I believed that a book exploring the ins-and-outs of trade secret litigation on a state-by-state basis, written from each the plaintiff’s and the defendant’s perspective, would be useful. I also thought it would be useful to consider what measures could have been undertaken to prevent the misunderstandings that led to the 3M v. Avery litigation, the steps that a trade secret owner could take to investigate and prepare for a possible claim, how to protect trade secrets at trial, and when it makes sense to seek criminal prosecution of a trade secret thief. Eventually I submitted a book proposal to Oxford University Press, which circulated it for peer review. One of the reviews, shared with me anonymously, appeared to have been written by a law school friend, Stuart Singer. Stuart served as president of the Harvard Law Review, was asked to clerk for the U.S. Supreme Court immediately upon graduation, and is now a partner of David Boies at the Boies, Schiller & Flexner firm. I put it to him: if you’re so enthusiastic about the idea, why don’t you help me write the book? I’m enormously grateful that he agreed to do so.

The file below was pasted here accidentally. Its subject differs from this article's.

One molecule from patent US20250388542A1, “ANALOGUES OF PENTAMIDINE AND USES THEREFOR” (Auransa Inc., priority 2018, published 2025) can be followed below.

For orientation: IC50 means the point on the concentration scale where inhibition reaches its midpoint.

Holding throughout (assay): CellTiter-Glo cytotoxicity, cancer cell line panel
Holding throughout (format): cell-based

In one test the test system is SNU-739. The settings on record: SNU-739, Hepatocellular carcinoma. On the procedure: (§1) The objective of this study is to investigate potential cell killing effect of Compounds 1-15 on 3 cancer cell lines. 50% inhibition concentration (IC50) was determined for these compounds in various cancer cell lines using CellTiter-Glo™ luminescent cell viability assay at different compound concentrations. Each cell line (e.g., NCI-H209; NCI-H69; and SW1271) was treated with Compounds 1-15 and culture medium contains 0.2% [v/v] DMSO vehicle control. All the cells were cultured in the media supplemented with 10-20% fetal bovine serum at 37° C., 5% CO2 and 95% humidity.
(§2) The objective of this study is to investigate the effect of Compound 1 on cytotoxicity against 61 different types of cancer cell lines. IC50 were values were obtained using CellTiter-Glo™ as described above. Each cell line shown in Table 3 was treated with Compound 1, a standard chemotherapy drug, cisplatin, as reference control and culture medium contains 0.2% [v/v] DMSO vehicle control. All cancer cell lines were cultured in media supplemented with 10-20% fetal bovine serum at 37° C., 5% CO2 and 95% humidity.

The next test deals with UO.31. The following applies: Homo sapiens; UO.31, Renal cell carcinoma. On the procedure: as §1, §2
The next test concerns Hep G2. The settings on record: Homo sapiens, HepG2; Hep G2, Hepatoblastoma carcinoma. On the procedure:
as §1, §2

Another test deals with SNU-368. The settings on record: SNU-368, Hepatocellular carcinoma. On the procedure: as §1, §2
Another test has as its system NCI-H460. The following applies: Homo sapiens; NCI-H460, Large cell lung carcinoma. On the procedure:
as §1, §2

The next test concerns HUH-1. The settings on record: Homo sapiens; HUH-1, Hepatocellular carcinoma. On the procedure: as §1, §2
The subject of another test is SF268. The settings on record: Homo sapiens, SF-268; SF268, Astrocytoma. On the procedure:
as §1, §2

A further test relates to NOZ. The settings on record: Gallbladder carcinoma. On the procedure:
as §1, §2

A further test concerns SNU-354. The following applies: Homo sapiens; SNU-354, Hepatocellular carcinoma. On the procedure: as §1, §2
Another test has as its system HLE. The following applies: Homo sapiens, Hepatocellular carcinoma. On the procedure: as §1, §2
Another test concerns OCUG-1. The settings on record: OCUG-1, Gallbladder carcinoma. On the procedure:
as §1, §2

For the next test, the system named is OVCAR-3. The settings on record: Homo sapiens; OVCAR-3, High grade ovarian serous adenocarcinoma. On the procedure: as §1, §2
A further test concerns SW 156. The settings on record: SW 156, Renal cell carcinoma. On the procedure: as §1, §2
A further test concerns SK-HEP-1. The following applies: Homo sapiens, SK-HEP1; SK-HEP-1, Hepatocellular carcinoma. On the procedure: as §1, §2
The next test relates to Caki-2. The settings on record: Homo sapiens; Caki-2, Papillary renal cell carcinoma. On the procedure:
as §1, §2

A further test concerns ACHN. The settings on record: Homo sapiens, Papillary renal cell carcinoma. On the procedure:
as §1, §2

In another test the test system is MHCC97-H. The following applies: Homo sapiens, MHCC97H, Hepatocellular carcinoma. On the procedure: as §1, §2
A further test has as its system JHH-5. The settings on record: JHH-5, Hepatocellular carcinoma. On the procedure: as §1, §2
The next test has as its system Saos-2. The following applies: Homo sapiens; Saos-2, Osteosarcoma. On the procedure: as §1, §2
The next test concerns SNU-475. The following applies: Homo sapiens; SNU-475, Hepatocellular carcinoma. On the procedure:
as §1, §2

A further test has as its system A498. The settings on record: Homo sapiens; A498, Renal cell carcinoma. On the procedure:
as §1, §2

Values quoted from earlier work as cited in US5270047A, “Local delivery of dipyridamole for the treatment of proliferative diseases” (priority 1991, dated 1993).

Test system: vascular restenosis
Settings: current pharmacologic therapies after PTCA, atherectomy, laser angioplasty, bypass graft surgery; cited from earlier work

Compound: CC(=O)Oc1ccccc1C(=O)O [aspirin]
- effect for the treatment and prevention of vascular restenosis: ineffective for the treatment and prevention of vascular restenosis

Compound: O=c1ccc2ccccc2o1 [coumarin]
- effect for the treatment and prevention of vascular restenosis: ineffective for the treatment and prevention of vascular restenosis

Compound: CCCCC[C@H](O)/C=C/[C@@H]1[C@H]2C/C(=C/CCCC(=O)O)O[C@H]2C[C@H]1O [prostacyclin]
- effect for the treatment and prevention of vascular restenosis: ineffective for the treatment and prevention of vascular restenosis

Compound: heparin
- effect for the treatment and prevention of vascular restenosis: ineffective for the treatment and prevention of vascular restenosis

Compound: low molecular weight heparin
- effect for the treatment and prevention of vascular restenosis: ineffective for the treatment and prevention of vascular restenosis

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BRIGHT IDEAS: Robert Tsai on Eloquence & Reason

eloquence and reason.jpgI am pleased to have Robert Tsai as our first author in the Bright Ideas series. Robert is an associate professor at American University. He started teaching at the University of Oregon, where he received the university’s Lorry I. Lokey Award for exemplary interdisciplinary scholarship and the law school’s Orlando J. Hollis Teaching Award. His papers have twice been selected for the Stanford-Yale Junior Faculty Forum: once in constitutional theory and once in constitutional history. Before becoming a professor, Robert clerked for Hugh H. Bownes, U.S. Court of Appeals for the First Circuit, and Denny Chin, U.S. District Court for the Southern District of New York. His primary research interests include American political culture, the discourses of popular sovereignty, radical constitutionalism, the rules of criminal procedure, and the interaction between courts and other institutions. And Robert has guest blogged with us too.

So here is Robert Tsai on his book, Eloquence & Reason, (Yale University Press, 2008)

ROBERT TSAI:

For as long as I can remember, I have believed in the First Amendment. But I could not put my finger on the source of this vague feeling, which ripened over time. I could not recall anyone telling me I had to obey that provision, above all others, in the United States Constitution. It just made sense. Initially as an immigrant to this country and later as a student in the public schools, I took it on faith that to be an American was to enjoy the rights to express myself and to worship as I saw fit.